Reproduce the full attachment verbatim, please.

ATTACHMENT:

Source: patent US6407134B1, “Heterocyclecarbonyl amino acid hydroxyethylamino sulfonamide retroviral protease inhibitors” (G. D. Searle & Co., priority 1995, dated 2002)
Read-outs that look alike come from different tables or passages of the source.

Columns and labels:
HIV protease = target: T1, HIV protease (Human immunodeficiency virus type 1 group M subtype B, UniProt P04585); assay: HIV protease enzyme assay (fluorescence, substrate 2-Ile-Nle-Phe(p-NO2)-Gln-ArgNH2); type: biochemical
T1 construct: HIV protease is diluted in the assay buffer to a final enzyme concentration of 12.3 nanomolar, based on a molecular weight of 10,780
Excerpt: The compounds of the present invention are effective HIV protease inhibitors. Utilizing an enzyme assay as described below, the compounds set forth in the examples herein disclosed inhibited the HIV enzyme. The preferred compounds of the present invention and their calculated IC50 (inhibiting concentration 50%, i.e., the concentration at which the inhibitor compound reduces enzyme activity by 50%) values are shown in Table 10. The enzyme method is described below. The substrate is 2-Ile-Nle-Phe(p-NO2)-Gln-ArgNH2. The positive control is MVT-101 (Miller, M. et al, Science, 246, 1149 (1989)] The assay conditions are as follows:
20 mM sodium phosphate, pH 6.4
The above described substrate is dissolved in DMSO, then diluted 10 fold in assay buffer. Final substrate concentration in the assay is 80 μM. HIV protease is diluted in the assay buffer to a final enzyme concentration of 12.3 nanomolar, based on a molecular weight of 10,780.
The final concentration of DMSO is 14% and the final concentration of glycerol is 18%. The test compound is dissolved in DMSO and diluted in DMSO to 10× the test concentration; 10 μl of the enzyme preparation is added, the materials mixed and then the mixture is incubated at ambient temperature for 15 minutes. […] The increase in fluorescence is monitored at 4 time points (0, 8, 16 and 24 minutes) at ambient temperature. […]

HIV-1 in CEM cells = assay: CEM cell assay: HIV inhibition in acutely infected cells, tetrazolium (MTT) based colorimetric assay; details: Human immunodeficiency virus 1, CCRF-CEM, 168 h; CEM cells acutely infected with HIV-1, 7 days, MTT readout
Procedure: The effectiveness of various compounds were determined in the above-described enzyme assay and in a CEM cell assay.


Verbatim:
Source: patent US6407134B1, “Heterocyclecarbonyl amino acid hydroxyethylamino sulfonamide retroviral protease inhibitors” (G. D. Searle & Co., priority 1995, dated 2002)
Read-outs that look alike come from different tables or passages of the source.

Columns and labels:
HIV protease = target: T1, HIV protease (Human immunodeficiency virus type 1 group M subtype B, UniProt P04585); assay: HIV protease enzyme assay (fluorescence, substrate 2-Ile-Nle-Phe(p-NO2)-Gln-ArgNH2); type: biochemical
T1 construct: HIV protease is diluted in the assay buffer to a final enzyme concentration of 12.3 nanomolar, based on a molecular weight of 10,780
Excerpt: The compounds of the present invention are effective HIV protease inhibitors. Utilizing an enzyme assay as described below, the compounds set forth in the examples herein disclosed inhibited the HIV enzyme. The preferred compounds of the present invention and their calculated IC50 (inhibiting concentration 50%, i.e., the concentration at which the inhibitor compound reduces enzyme activity by 50%) values are shown in Table 10. The enzyme method is described below. The substrate is 2-Ile-Nle-Phe(p-NO2)-Gln-ArgNH2. The positive control is MVT-101 (Miller, M. et al, Science, 246, 1149 (1989)] The assay conditions are as follows:
20 mM sodium phosphate, pH 6.4
The above described substrate is dissolved in DMSO, then diluted 10 fold in assay buffer. Final substrate concentration in the assay is 80 μM. HIV protease is diluted in the assay buffer to a final enzyme concentration of 12.3 nanomolar, based on a molecular weight of 10,780.
The final concentration of DMSO is 14% and the final concentration of glycerol is 18%. The test compound is dissolved in DMSO and diluted in DMSO to 10× the test concentration; 10 μl of the enzyme preparation is added, the materials mixed and then the mixture is incubated at ambient temperature for 15 minutes. […] The increase in fluorescence is monitored at 4 time points (0, 8, 16 and 24 minutes) at ambient temperature. […]

HIV-1 in CEM cells = assay: CEM cell assay: HIV inhibition in acutely infected cells, tetrazolium (MTT) based colorimetric assay; details: Human immunodeficiency virus 1, CCRF-CEM, 168 h; CEM cells acutely infected with HIV-1, 7 days, MTT readout
Procedure: The effectiveness of various compounds were determined in the above-described enzyme assay and in a CEM cell assay.